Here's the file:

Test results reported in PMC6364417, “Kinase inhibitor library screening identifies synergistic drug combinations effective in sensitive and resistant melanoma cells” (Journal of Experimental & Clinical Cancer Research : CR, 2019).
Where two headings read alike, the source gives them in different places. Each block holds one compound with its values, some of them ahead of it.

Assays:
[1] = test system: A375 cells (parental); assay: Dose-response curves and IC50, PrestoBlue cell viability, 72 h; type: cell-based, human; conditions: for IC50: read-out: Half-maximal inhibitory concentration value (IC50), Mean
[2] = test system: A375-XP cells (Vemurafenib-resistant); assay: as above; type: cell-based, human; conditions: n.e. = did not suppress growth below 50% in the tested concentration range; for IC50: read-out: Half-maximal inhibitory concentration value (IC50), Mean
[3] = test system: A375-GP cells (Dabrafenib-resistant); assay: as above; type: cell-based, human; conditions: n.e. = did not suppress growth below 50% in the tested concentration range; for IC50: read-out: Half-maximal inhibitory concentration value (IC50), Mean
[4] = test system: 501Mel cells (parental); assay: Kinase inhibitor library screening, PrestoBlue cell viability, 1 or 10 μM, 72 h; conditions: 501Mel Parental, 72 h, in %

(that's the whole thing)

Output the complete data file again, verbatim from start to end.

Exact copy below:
Test results reported in PMC6364417, “Kinase inhibitor library screening identifies synergistic drug combinations effective in sensitive and resistant melanoma cells” (Journal of Experimental & Clinical Cancer Research : CR, 2019).
Where two headings read alike, the source gives them in different places. Each block holds one compound with its values, some of them ahead of it.

Assays:
[1] = test system: A375 cells (parental); assay: Dose-response curves and IC50, PrestoBlue cell viability, 72 h; type: cell-based, human; conditions: for IC50: read-out: Half-maximal inhibitory concentration value (IC50), Mean
[2] = test system: A375-XP cells (Vemurafenib-resistant); assay: as above; type: cell-based, human; conditions: n.e. = did not suppress growth below 50% in the tested concentration range; for IC50: read-out: Half-maximal inhibitory concentration value (IC50), Mean
[3] = test system: A375-GP cells (Dabrafenib-resistant); assay: as above; type: cell-based, human; conditions: n.e. = did not suppress growth below 50% in the tested concentration range; for IC50: read-out: Half-maximal inhibitory concentration value (IC50), Mean
[4] = test system: 501Mel cells (parental); assay: Kinase inhibitor library screening, PrestoBlue cell viability, 1 or 10 μM, 72 h; conditions: 501Mel Parental, 72 h, in %